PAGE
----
CERN’s BASE collaboration has made significant steps in matter-antimatter comparisons, making the world’s most precise comparison of protons and antiprotons.
In a paper published in the journal Nature, the BASE collaboration reveals how it achieved groundbreaking success in its matter-antimatter comparisons.This included evaluating whether protons and antiprotons – the antimatter counterparts of protons – behave similarly under the influence of gravity.
Measuring electric charge-to-mass ratios
Researchers at CERN’s antimatter factory – a novel facility for antimatter production and analyses – have spent over 18 months analysing proton and antiproton measurements. The BASE team assessed the electric charge-to-mass ratios of the proton and antiproton with record breaking precision, discovering they are identical, within an experimental uncertainty of 16 parts per trillion.
“This result represents the most precise direct test of a fundamental symmetry between matter and antimatter, performed with particles made of three quarks, known as baryons, and their antiparticles,” explained BASE spokesperson Stefan Ulmer.
Matter-antimatter differences: beyond the Standard Model?
According to the Standard Model of particle physics – which epitomises scientists’ best theory of particles and their interactions – matter and antimatter particles can differ in various ways, such as how they transform into other particles. However, the majority of their properties, including their masses, should be identical.
The discovery of any minor difference between the masses of protons and antiprotons, or between the ratios of their electric charge and mass, would break a fundamental symmetry of the Standard Model, known as CPT symmetry, and indicate physics phenomena beyond the Standard Model.
The revelation of differences may help scientists understand why the Universe is comprised almost entirely of matter, even though the Standard Model suggests equal amounts of matter and antimatter particles should have generated in the Big Bang.
The differences between matter and antimatter particles that are consistent with the Standard Model are smaller by orders of magnitude to clarify this observed cosmic imbalance.
Confining matter and antimatter to a Penning trap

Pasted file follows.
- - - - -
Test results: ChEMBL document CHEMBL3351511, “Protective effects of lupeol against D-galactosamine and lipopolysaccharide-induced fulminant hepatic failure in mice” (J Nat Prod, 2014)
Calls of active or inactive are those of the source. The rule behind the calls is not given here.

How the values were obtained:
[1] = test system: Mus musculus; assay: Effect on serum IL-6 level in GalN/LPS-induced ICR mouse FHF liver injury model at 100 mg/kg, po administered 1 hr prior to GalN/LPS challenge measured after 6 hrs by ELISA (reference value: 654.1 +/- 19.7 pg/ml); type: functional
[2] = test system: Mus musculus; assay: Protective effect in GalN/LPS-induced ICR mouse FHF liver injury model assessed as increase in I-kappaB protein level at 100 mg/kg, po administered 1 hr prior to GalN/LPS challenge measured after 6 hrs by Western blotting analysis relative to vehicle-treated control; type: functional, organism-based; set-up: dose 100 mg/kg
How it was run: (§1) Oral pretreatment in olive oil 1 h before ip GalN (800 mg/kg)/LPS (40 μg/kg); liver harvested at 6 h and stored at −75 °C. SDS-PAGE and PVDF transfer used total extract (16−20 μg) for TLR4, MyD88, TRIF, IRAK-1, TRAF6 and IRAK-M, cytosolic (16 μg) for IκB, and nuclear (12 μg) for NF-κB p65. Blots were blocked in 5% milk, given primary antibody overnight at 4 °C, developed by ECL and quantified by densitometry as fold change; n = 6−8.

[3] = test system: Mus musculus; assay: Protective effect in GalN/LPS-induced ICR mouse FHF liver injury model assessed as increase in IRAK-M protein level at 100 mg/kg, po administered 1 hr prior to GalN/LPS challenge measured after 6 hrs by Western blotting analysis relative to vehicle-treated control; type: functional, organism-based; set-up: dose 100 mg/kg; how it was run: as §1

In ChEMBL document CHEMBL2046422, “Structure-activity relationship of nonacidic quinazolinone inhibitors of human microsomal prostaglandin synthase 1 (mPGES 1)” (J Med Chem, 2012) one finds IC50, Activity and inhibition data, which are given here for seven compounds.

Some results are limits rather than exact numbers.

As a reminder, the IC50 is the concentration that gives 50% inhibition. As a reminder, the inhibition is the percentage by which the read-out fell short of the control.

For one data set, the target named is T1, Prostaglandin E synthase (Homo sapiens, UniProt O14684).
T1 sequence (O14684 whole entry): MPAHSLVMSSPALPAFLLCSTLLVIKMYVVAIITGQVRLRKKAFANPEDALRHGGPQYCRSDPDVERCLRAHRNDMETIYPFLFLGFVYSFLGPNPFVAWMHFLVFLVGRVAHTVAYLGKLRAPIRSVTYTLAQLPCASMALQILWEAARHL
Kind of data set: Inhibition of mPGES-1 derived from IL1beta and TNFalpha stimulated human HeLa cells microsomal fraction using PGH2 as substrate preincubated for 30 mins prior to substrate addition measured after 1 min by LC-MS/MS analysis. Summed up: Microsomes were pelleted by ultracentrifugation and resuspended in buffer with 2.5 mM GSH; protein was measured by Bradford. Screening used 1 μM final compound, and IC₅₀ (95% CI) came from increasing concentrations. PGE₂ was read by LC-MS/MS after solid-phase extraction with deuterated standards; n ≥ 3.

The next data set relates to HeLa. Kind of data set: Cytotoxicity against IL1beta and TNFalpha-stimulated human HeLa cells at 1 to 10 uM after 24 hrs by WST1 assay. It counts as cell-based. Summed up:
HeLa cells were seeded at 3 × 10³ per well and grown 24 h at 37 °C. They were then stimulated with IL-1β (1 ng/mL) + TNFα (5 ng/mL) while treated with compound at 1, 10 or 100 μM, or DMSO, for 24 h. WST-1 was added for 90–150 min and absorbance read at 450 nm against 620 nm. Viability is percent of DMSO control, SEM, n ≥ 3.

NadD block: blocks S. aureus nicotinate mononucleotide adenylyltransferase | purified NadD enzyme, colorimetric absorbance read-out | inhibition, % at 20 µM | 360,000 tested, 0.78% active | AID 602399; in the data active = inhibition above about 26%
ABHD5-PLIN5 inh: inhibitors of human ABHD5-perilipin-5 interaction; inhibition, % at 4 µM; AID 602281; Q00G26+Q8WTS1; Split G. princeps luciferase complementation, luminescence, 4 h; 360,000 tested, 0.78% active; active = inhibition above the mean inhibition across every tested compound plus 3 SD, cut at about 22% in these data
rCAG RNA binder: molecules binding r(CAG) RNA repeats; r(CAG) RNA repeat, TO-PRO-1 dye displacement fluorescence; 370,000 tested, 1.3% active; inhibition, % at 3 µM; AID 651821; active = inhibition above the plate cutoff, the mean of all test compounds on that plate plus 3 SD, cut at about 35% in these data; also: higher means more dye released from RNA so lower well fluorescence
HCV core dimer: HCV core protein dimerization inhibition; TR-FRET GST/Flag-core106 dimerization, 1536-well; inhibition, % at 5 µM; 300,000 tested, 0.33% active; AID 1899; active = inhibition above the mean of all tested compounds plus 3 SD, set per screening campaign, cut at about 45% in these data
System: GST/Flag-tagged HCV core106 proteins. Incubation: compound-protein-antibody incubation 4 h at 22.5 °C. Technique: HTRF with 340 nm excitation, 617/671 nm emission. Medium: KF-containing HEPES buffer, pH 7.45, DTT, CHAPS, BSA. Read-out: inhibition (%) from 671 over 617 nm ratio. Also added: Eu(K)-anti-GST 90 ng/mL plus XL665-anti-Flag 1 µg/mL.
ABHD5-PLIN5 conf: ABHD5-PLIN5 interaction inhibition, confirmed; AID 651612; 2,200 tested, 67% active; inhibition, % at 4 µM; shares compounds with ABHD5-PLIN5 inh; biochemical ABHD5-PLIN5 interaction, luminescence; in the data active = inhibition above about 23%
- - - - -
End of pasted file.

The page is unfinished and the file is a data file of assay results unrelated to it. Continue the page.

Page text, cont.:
In order to make their proton and antiproton measurements, the team limited antiprotons and negatively charged hydrogen ions – which are negatively charged proxies for protons – to an advanced particle trap known as a Penning trap. In this device, a particle undertakes a cyclical trajectory with a frequency – close to the cyclotron frequency – that scales with the trap’s magnetic-field strength and the particle’s charge-to-mass ratio.
By consecutively feeding antiprotons and negatively charged hydrogen ions one at a time into the trap, the group was able to measure – under the same conditions – the cyclotron frequencies of these two kinds of particle, enabling comparison of their charge-to-mass ratios.
The measurements – which were attained over four campaigns between December 2017 and May 2019 – led to more than 24,000 cyclotron-frequency comparisons, each lasting 260 seconds, between the charge-to-mass ratios of antiprotons, and negatively charged hydrogen ions.
Using these comparisons – and after considering the difference between a proton and a negatively charged hydrogen ion – the team discovered that the charge-to-mass ratios of protons and antiprotons are equal to within 16 parts per trillion.
“This result is four times more precise than the previous best comparison between these ratios, and the charge-to-mass ratio is now the most precisely measured property of the antiproton.” added Ulmer. “To reach this precision, we made considerable upgrades to the experiment and carried out the measurements when the antimatter factory was closed down, using our reservoir of antiprotons, which can store antiprotons for years.”
Carrying out cyclotron-frequency measurements when the antimatter factory is not in operation is optimal, as there is no possibility for the measurements to be impacted by disturbances to the experiment’s magnetic field.
The weak equivalence principle of physics
On top of comparing protons and antiprotons with an unparalleled precision, the BASE researchers utilised their measurements to place stringent limits on models beyond the Standard Model that violate CPT symmetry. As well as this, they were able to assess a fundamental physics law called the weak equivalence principle.
This principle entails that different bodies in the same gravitational field endure the same acceleration in the absence of friction forces. Because the BASE experiment is placed on the surface of the Earth, its proton and antiproton cyclotron-frequency measurements were made in the gravitational field on the Earth’s surface. Thus, any difference between the gravitational interaction of protons and antiprotons would lead to a difference between the proton and antiproton cyclotron frequencies.
Testing the differing gravitational field of the Earth as it orbits the Sun, the team discovered no such difference and set a maximum value on this differential measurement of three parts in 100.
“This limit is comparable to the initial precision goals of experiments that aim to drop antihydrogen in the Earth’s gravitational field,” concluded Ulmer. “BASE did not directly drop antimatter in the Earth’s gravitational field, but our measurement of the influence of gravity on a baryonic antimatter particle is conceptually very similar, indicating no anomalous interaction between antimatter and gravity at the achieved level of uncertainty.”